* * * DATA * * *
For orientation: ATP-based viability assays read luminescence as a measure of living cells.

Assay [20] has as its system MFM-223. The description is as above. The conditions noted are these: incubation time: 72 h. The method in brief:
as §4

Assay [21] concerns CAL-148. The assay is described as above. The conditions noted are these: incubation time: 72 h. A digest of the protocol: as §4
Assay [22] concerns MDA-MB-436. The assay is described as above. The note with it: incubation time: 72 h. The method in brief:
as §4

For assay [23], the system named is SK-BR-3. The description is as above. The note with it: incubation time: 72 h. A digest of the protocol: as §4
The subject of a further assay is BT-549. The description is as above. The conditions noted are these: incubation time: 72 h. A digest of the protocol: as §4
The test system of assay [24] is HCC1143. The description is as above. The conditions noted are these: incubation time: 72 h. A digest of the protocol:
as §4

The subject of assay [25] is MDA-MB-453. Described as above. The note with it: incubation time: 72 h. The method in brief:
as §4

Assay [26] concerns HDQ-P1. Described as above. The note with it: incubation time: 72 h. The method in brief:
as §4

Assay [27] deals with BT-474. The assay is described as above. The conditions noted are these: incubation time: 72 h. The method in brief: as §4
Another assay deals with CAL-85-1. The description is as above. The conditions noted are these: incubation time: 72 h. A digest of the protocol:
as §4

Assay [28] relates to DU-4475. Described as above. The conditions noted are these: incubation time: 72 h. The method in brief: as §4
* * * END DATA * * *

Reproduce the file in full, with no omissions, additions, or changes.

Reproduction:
For orientation: ATP-based viability assays read luminescence as a measure of living cells.

Assay [20] has as its system MFM-223. The description is as above. The conditions noted are these: incubation time: 72 h. The method in brief:
as §4

Assay [21] concerns CAL-148. The assay is described as above. The conditions noted are these: incubation time: 72 h. A digest of the protocol: as §4
Assay [22] concerns MDA-MB-436. The assay is described as above. The note with it: incubation time: 72 h. The method in brief:
as §4

For assay [23], the system named is SK-BR-3. The description is as above. The note with it: incubation time: 72 h. A digest of the protocol: as §4
The subject of a further assay is BT-549. The description is as above. The conditions noted are these: incubation time: 72 h. A digest of the protocol: as §4
The test system of assay [24] is HCC1143. The description is as above. The conditions noted are these: incubation time: 72 h. A digest of the protocol:
as §4

The subject of assay [25] is MDA-MB-453. Described as above. The note with it: incubation time: 72 h. The method in brief:
as §4

Assay [26] concerns HDQ-P1. Described as above. The note with it: incubation time: 72 h. The method in brief:
as §4

Assay [27] deals with BT-474. The assay is described as above. The conditions noted are these: incubation time: 72 h. The method in brief: as §4
Another assay deals with CAL-85-1. The description is as above. The conditions noted are these: incubation time: 72 h. A digest of the protocol:
as §4

Assay [28] relates to DU-4475. Described as above. The conditions noted are these: incubation time: 72 h. The method in brief: as §4